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Behind the Ron DeSantis flap in Tampa is a real issue: how to spend mental health money for schools

Sending children outside school for treatment is risky, one school board member says.

TAMPA — Every one of the 240 public schools in Hillsborough County should be staffed with mental health professionals, School Board member Karen Perez said Friday, a day after she tried to make that point during a high-profile verbal joust with Gov. Ron DeSantis.

The governor interrupted Perez when she brought up the subject during a news conference Thursday at Roland Park K-8 School that featured his wife, Casey, making a presentation about mental health. He challenged Perez, saying she was making a speech instead of asking a question.

Perez, a clinical social worker, has made mental health her overriding issue since joining the board in November.

Opinions were divided as to whether she was rude for speaking up, or whether the governor acted improperly when he stepped in to silence her. But aside from questions of decorum, the topic hits at the heart of the state's new effort to pour millions into increased mental health services for students. The issue: How should the money be spent? And is it enough?

In the aftermath of the 2018 shooting deaths at Marjory Stoneman Douglas High School in Parkland, the state created a new school funding category for mental health services and increased the total allotment this year to $75 million.

But much of that money is spent on collaborations with community agencies that perform the actual counseling, either in therapists' offices or in children's homes.

Under that kind of system, Perez warned that children can fall through the cracks.

She offered, as an example, a text she received from a parent after the Tampa Bay Times reported on her exchange with DeSantis.

"Last year, through school, we had counseling set up through an agency for my son," the parent wrote.

"A counselor came to the house three or four times. It was supposed to be once a week for six months. Then we were told I have to apply for Medicaid to receive the counseling. They discontinued his counseling and of course I don't qualify for Medicaid and my work does NOT carry mental health insurance."

In an email to the Times, Perez said schools should be funded on a level that allows them to take care of children’s mental health needs in-house, much the way every child in Hillsborough County gets free breakfast and a chance to take part in sports and physical exercise.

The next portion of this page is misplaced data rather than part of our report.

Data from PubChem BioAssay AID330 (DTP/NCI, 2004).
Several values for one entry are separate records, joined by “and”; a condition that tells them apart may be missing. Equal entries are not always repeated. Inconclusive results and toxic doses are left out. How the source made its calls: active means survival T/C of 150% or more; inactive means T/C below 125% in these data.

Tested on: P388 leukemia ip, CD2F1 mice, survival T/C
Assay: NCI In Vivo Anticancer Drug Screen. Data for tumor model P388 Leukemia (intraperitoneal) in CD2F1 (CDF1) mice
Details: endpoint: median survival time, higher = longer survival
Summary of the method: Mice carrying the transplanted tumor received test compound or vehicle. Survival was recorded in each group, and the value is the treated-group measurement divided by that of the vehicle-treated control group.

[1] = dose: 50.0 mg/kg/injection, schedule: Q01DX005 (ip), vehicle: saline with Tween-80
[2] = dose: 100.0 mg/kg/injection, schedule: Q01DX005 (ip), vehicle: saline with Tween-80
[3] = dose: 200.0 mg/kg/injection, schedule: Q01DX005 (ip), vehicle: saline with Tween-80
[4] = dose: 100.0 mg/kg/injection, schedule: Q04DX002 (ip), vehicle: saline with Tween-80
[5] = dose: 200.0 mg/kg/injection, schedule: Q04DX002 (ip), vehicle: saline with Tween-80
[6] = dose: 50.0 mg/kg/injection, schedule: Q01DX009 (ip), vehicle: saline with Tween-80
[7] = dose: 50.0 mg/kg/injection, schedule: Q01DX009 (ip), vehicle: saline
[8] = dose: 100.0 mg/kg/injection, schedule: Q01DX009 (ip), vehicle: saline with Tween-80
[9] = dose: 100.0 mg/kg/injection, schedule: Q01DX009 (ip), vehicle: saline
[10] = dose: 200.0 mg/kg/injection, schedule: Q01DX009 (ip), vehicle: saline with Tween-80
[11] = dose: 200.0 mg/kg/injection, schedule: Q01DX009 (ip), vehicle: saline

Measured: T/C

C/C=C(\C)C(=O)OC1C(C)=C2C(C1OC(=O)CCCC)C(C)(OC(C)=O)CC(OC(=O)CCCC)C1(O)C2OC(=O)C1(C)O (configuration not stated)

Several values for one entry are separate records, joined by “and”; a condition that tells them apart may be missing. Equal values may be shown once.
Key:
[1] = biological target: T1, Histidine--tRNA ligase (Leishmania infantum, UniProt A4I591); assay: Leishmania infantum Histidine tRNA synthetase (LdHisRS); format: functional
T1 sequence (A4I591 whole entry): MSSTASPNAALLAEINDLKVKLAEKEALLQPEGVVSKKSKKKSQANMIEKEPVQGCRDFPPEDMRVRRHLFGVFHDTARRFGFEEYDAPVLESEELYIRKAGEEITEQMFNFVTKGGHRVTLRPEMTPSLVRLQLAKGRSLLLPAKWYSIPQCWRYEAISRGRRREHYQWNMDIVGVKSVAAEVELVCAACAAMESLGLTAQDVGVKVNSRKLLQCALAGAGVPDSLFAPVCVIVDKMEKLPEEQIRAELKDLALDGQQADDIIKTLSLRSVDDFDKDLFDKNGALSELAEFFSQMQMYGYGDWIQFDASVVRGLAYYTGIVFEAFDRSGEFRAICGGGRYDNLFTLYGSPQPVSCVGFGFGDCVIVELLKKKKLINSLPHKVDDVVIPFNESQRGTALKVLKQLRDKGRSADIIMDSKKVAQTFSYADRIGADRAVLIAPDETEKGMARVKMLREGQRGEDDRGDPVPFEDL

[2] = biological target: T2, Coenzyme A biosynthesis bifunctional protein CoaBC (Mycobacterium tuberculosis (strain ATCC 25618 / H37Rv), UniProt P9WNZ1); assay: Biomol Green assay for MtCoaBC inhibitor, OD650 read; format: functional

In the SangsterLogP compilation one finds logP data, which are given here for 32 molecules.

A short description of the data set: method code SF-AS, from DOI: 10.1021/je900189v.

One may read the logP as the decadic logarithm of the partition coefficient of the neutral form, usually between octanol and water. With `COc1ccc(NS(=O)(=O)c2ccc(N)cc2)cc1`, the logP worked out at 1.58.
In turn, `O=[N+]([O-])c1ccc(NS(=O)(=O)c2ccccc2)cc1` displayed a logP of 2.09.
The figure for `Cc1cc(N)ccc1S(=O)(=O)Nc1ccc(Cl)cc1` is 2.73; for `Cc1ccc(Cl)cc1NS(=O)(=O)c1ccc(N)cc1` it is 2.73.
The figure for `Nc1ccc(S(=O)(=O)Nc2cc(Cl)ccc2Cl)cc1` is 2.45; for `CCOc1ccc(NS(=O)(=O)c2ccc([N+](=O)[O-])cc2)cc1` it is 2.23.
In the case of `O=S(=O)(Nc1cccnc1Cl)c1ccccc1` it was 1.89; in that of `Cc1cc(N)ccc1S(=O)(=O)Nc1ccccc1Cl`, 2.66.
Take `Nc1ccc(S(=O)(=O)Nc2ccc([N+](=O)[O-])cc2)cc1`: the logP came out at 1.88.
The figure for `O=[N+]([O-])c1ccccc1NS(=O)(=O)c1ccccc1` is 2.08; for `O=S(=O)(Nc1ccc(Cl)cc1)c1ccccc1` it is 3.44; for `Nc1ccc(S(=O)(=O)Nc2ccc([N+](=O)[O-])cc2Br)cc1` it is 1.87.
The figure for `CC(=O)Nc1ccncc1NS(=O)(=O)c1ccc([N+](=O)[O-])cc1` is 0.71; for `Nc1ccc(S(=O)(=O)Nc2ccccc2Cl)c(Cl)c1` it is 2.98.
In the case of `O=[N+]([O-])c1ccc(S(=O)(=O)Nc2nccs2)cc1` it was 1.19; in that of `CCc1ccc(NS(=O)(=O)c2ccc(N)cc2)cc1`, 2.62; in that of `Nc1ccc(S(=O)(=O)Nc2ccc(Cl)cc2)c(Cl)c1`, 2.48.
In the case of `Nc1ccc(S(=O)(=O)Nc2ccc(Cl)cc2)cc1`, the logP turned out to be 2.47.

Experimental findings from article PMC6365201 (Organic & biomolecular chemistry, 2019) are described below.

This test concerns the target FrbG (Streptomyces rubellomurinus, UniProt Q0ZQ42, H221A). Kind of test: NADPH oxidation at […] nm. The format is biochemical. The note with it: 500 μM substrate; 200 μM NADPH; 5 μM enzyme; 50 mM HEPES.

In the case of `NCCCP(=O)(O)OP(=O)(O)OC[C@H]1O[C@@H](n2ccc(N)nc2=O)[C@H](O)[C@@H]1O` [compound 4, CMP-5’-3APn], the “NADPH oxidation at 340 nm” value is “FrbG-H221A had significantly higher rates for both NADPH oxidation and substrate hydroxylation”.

"Our school system has more accessibility to our children than any other agency in our county and we see our children on a daily basis," Perez wrote. "The child forms a trusting relationship with a psychologist, school counselor and social worker and these relationships also grow through the years as the child attends the school."

Addressing the issue after Thursday’s event with DeSantis, Florida Commissioner of Education Richard Corcoran said school districts are greatly increasing their counseling staffs now that the state has provided its new source of funding. The money was provided this year as part of a massive school safety measure known as Senate Bill 7030.

According to an analysis of the bill by legislative staff, school districts must develop a detailed plan for spending the added funds. It said those plans must provide “mental health assessment, diagnosis, intervention, treatment, and recovery services to students with one or more mental health or co-occurring substance abuse diagnoses and students at high risk of such diagnoses.”

Districts must coordinate mental health services with private health professionals caring for the student, according to the analysis. The bill gives districts the option of hiring mental health providers directly or serving students indirectly through “a contract-based collaborative effort or partnership with one or more local community mental health programs, agencies, or providers.”

Hillsborough school superintendent Jeff Eakins said Thursday that the district makes counseling positions a priority, and that the question of more funding is one for the Legislature.

The district's yearly payroll directory shows that about 200 school social workers and roughly 200 school psychologists were on staff in 2017-18, and again in 2018-19. The number of guidance counselors increased from 351 to 428.

District spokesman Grayson Kamm acknowledged that the model Hillsborough and other districts use provides the first response in the school and then refers many students outside for treatment. "We also have a lot of partners who come into the schools," he said. "Whether we should move to a different model is a discussion worth having."

One way to increase school-based treatment is to create more community schools like Mort Elementary, which uses grant funding to offer various kinds of assistance to students and their families.

“But,” Kamm said, “I don’t think we should lose sight of the fact that the governor and his wife, for the first time in my memory, came into one of our schools to talk about mental health. That’s encouraging. The board has put together a thank you letter to the governor, and all seven members have agreed to sign it.”

Kamm also said that senior staff are consulting with Perez on mental health issues.

Contact Marlene Sokol at or (813) 226-3356. Follow @marlenesokol.